Elephant Footprints Are Filled With Tiny Critters

The pools are homes and stepping stones for water-dwelling animals
Scientists found dozens of species in water-filled elephant footprints in Uganda. Wikimedia Commons

During the dry season in Uganda’s Kibale Forest National Park, the majority of standing water is found in footprints left by roaming elephants. These pools turn out to be a key habitat for aquatic animals, scientists reported August 23 in the African Journal of Ecology. The team sampled 30 water-filled prints, and found 61 different species, including beetles and tadpoles. The 18 fake footprints the scientists created were quickly colonized by more than 400 animals.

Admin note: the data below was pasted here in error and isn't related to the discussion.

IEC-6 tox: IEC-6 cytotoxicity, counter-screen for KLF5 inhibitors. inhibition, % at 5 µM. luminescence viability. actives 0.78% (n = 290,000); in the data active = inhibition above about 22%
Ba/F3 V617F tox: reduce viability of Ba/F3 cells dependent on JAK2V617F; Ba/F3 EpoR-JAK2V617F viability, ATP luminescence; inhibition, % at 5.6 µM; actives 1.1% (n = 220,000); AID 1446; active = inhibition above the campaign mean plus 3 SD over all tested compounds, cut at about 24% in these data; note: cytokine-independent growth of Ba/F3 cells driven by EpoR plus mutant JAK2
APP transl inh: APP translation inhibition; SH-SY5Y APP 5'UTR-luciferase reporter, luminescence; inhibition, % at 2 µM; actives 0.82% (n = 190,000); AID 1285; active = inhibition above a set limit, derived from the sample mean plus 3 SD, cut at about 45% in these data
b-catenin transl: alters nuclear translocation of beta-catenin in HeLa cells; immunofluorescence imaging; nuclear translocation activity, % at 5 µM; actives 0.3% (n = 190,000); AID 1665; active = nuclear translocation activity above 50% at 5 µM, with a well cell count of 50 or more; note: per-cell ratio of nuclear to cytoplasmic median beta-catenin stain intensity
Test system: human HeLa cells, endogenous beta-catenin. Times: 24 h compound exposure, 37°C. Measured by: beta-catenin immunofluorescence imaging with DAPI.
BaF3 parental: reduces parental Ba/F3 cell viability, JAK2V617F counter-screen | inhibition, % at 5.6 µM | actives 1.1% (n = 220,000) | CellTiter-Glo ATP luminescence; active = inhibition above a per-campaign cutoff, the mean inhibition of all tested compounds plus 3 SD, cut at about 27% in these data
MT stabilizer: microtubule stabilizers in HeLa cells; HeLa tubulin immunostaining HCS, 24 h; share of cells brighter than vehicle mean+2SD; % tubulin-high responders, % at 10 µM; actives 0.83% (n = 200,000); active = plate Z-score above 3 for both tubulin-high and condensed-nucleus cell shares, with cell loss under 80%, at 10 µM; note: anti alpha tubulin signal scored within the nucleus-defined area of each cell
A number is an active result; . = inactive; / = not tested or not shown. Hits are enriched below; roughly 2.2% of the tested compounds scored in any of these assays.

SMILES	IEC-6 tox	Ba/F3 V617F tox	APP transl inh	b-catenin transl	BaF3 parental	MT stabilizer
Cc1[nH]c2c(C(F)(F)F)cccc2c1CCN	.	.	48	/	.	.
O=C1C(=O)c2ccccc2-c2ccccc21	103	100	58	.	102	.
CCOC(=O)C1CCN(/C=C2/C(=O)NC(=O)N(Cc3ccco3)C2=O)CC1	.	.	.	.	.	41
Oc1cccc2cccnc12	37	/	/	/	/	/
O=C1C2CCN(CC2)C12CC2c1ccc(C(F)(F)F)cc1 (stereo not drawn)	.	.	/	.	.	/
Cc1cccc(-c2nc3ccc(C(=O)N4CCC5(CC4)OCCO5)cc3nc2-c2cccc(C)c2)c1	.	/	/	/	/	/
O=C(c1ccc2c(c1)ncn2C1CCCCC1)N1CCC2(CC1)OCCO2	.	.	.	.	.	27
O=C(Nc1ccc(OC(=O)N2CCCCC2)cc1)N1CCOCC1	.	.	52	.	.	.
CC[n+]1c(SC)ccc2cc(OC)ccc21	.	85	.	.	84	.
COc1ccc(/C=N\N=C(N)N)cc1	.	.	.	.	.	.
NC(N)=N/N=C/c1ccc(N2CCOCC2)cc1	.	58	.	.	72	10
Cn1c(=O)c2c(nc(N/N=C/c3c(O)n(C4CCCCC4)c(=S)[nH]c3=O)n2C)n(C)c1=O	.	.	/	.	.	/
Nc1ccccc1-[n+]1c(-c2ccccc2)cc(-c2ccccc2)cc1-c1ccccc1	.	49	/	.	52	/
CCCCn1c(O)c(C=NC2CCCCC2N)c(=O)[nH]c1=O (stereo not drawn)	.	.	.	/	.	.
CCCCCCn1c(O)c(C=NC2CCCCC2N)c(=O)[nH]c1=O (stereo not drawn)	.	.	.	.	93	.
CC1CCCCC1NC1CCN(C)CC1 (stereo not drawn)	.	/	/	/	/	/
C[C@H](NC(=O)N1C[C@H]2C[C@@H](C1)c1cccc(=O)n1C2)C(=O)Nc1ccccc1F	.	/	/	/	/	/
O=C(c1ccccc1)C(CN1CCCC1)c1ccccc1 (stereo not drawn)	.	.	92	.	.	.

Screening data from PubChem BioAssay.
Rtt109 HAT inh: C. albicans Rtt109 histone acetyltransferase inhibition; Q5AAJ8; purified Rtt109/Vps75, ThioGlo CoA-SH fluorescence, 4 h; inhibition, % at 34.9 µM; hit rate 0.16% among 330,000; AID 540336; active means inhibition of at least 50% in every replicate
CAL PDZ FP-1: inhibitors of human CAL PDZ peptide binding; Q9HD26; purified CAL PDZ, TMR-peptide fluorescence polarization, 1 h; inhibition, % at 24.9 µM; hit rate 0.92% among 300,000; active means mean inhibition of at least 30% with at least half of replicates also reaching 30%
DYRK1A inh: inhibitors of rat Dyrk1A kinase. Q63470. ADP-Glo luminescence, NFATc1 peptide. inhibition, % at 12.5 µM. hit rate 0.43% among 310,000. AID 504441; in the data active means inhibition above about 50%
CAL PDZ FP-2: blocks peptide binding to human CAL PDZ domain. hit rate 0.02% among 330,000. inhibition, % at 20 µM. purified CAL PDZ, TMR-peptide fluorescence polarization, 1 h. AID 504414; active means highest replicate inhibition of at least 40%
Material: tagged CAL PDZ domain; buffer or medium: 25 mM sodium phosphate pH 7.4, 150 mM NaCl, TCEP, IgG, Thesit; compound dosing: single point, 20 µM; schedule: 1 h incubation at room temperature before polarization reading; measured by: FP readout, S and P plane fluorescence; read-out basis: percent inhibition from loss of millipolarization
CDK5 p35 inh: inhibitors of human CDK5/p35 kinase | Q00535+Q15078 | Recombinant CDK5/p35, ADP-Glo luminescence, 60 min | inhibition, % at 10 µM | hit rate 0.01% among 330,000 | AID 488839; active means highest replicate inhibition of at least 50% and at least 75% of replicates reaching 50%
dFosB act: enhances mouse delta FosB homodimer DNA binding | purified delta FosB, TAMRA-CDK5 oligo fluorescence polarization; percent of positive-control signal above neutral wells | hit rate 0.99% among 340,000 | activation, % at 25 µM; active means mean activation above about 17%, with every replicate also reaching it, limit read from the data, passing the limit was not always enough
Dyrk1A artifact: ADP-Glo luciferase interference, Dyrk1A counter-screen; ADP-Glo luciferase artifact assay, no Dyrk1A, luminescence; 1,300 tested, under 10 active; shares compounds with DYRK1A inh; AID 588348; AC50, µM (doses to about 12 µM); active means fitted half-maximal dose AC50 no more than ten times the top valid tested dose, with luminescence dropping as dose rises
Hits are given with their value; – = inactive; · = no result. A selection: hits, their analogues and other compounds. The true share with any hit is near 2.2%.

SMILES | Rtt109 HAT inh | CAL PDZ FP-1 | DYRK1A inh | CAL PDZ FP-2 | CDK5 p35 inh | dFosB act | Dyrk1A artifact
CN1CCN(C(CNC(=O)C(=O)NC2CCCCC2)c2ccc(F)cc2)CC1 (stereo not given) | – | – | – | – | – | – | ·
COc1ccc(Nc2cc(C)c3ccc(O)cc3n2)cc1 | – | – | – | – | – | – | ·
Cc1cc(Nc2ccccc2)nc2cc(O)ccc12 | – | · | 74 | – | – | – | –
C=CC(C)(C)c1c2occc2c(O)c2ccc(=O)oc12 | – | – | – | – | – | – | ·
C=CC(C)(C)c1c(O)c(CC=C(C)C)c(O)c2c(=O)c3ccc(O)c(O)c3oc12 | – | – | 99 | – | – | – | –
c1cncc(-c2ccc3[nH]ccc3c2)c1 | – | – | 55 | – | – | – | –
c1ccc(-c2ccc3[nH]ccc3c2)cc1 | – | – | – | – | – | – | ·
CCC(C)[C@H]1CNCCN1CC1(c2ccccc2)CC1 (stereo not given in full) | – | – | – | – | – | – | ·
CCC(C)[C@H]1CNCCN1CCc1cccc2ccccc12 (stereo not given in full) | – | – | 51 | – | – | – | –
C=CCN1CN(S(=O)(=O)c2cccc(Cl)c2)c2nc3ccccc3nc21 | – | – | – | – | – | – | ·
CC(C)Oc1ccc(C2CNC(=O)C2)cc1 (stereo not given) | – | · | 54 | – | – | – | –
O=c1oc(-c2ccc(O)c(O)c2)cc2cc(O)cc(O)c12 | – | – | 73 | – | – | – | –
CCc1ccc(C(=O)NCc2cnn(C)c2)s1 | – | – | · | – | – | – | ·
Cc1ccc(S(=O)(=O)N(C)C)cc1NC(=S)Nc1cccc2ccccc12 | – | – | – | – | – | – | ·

A trail of footprints can also act as stepping stones for its tiny denizens, allowing them to travel. Elephant prints are diverse homes and breeding grounds, the team concluded. “If the elephants disappear those habitats would vanish,” coauthor Wolfram Remmers, of the University of Koblenz in Germany, told New Scientist.